Dennis Quaid is Alex Gardner, a man with with psychic abilities that he mostly uses for gambling. He’s in debt so when a couple of guys in suits show up he gladly goes with them instead of the thugs that have chasing him.
The men are sent by his old mentor Doctor Paul Novotny (Max von Sydow). Novotny is part of a top secret government project where they use psychics to go into people’s dreams. Originally the project was to help people but the head of the department, Bob Blair (Christopher Plummer) seems to have evil schemes and Novotny wants Gardner’s help.
Continue reading “Sunday Matinee: Dreamscape”
Filmmakers have been going to the moon since Georges Méliès’ 1902’s A Trip to the Moon. Fritz Lang’s 1929 silent classic Woman in the Moon was the first to show series space travel and a multi-stage rocket. While Flash Gordon and Buck Rogers filled the screen with their space adventures in the 1930s and 40s, serious scientific travel wouldn’t return until 1950.
Producer George Pal had Robert A. Heinlein contribute to the screenplay and Pal made the movie into a big production, lots of publicity and a big budget for the effects. The publicity for the film prompted producer/director Kurt Neumann to quickly rush out and make the quick and cheap Rocketship X-M to cash in on Destination Moon.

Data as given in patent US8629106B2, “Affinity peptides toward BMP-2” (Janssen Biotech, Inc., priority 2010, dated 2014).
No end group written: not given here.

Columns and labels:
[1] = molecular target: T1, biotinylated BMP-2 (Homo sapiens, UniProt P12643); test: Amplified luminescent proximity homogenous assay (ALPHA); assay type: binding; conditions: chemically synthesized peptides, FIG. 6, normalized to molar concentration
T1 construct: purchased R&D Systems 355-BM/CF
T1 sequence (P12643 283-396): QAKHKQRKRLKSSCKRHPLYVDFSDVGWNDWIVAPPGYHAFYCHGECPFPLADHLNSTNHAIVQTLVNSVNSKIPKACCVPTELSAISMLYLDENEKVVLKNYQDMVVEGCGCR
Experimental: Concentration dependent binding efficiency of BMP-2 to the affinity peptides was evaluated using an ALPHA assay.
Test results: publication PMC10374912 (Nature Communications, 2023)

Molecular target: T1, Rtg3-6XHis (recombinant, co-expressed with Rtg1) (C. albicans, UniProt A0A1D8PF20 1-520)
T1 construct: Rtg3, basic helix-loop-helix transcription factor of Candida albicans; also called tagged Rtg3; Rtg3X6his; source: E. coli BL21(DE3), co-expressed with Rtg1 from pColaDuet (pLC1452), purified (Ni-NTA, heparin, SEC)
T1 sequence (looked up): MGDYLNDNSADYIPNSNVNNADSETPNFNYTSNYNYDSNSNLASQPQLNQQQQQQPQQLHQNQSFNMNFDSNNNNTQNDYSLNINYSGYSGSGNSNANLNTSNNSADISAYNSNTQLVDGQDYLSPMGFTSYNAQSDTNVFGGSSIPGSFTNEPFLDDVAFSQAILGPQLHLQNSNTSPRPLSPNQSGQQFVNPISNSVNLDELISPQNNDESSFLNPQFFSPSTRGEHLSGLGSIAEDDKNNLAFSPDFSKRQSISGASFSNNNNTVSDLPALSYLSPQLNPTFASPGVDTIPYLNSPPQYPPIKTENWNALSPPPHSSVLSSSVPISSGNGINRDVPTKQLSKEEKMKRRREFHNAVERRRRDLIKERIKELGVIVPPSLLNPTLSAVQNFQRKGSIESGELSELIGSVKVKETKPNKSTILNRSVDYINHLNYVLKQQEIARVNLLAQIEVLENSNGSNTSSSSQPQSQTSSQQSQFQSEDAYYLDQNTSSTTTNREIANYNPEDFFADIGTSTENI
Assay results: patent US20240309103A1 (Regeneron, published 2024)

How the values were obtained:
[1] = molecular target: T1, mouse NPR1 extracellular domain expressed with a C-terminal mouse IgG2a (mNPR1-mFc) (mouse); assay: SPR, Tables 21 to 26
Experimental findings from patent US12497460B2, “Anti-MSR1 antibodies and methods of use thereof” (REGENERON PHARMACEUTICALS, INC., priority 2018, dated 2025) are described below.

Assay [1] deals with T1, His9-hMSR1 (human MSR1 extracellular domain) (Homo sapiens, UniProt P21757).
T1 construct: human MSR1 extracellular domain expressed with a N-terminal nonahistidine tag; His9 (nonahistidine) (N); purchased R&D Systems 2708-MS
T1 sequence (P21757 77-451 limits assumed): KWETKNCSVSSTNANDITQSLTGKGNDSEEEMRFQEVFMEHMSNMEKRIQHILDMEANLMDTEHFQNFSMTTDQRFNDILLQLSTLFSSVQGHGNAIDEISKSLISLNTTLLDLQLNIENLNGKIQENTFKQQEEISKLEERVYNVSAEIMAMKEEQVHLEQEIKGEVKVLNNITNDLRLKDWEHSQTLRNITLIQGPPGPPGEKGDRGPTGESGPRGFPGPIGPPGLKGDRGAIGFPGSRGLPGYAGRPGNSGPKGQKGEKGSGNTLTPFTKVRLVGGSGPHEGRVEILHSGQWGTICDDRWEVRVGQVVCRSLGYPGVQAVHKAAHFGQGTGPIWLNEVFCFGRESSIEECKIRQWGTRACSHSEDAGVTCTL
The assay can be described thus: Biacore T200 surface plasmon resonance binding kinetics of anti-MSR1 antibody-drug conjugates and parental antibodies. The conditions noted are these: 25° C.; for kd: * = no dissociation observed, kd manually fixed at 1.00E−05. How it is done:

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It’s the 23rd Century and the crew of Starship C-57D have reached the planet Altair IV to check on an expedition that landed there 20 years ago. They are contacted by Dr. Edward Morbius (Walter Pidgeon) who tells them everything is fine and go away. Naturally Commander John Adams (Leslie Nielsen) ignores Dr. Morbius and lands anyway to complete his mission.
When they land the crew is met by a robot named Robby who takes them to see Morbius. They meet Morbius’ lovely daughter Altaira (Anne Francis) and then the good doctor himself. Morbius informs Commander Adams that the entire expedition party except for Morbius and his daughter have been killed by a mysterious force but they themselves are fine but Adams should leave the planet as soon as possible. That night something sabotages the C-57D.